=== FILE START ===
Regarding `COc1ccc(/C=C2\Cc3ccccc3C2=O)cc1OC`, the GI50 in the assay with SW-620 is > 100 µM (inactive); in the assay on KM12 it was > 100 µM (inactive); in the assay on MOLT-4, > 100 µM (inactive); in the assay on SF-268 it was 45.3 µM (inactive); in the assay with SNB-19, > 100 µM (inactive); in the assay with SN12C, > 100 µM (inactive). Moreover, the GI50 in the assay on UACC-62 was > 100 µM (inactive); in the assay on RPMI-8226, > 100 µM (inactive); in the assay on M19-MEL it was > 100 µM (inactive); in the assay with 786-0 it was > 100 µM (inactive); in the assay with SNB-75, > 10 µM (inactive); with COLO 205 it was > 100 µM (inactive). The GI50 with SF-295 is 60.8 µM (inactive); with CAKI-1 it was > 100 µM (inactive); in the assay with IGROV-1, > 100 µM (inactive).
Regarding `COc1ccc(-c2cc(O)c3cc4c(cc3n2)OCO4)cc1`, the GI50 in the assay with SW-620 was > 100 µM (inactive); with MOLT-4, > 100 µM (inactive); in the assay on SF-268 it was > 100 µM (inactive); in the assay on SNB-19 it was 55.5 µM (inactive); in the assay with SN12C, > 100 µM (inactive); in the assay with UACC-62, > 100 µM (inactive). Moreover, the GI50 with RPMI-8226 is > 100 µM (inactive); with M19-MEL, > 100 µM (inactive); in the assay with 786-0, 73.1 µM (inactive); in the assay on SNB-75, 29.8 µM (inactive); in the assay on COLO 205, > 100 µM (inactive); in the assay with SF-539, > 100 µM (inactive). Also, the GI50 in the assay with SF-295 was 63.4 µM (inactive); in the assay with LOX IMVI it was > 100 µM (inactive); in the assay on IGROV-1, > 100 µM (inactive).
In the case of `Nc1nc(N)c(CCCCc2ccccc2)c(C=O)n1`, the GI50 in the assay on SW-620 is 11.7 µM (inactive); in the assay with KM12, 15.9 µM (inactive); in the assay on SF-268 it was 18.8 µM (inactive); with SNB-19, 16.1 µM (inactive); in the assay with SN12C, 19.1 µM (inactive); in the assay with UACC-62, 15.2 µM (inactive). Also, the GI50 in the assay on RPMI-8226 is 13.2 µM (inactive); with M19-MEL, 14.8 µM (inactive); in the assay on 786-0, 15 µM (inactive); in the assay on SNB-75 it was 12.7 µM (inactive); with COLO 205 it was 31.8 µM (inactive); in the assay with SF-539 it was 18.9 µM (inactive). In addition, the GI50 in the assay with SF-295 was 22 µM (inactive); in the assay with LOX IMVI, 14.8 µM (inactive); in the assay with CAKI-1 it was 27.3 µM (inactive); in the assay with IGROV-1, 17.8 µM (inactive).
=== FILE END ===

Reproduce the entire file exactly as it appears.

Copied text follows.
Regarding `COc1ccc(/C=C2\Cc3ccccc3C2=O)cc1OC`, the GI50 in the assay with SW-620 is > 100 µM (inactive); in the assay on KM12 it was > 100 µM (inactive); in the assay on MOLT-4, > 100 µM (inactive); in the assay on SF-268 it was 45.3 µM (inactive); in the assay with SNB-19, > 100 µM (inactive); in the assay with SN12C, > 100 µM (inactive). Moreover, the GI50 in the assay on UACC-62 was > 100 µM (inactive); in the assay on RPMI-8226, > 100 µM (inactive); in the assay on M19-MEL it was > 100 µM (inactive); in the assay with 786-0 it was > 100 µM (inactive); in the assay with SNB-75, > 10 µM (inactive); with COLO 205 it was > 100 µM (inactive). The GI50 with SF-295 is 60.8 µM (inactive); with CAKI-1 it was > 100 µM (inactive); in the assay with IGROV-1, > 100 µM (inactive).
Regarding `COc1ccc(-c2cc(O)c3cc4c(cc3n2)OCO4)cc1`, the GI50 in the assay with SW-620 was > 100 µM (inactive); with MOLT-4, > 100 µM (inactive); in the assay on SF-268 it was > 100 µM (inactive); in the assay on SNB-19 it was 55.5 µM (inactive); in the assay with SN12C, > 100 µM (inactive); in the assay with UACC-62, > 100 µM (inactive). Moreover, the GI50 with RPMI-8226 is > 100 µM (inactive); with M19-MEL, > 100 µM (inactive); in the assay with 786-0, 73.1 µM (inactive); in the assay on SNB-75, 29.8 µM (inactive); in the assay on COLO 205, > 100 µM (inactive); in the assay with SF-539, > 100 µM (inactive). Also, the GI50 in the assay with SF-295 was 63.4 µM (inactive); in the assay with LOX IMVI it was > 100 µM (inactive); in the assay on IGROV-1, > 100 µM (inactive).
In the case of `Nc1nc(N)c(CCCCc2ccccc2)c(C=O)n1`, the GI50 in the assay on SW-620 is 11.7 µM (inactive); in the assay with KM12, 15.9 µM (inactive); in the assay on SF-268 it was 18.8 µM (inactive); with SNB-19, 16.1 µM (inactive); in the assay with SN12C, 19.1 µM (inactive); in the assay with UACC-62, 15.2 µM (inactive). Also, the GI50 in the assay on RPMI-8226 is 13.2 µM (inactive); with M19-MEL, 14.8 µM (inactive); in the assay on 786-0, 15 µM (inactive); in the assay on SNB-75 it was 12.7 µM (inactive); with COLO 205 it was 31.8 µM (inactive); in the assay with SF-539 it was 18.9 µM (inactive). In addition, the GI50 in the assay with SF-295 was 22 µM (inactive); in the assay with LOX IMVI, 14.8 µM (inactive); in the assay with CAKI-1 it was 27.3 µM (inactive); in the assay with IGROV-1, 17.8 µM (inactive).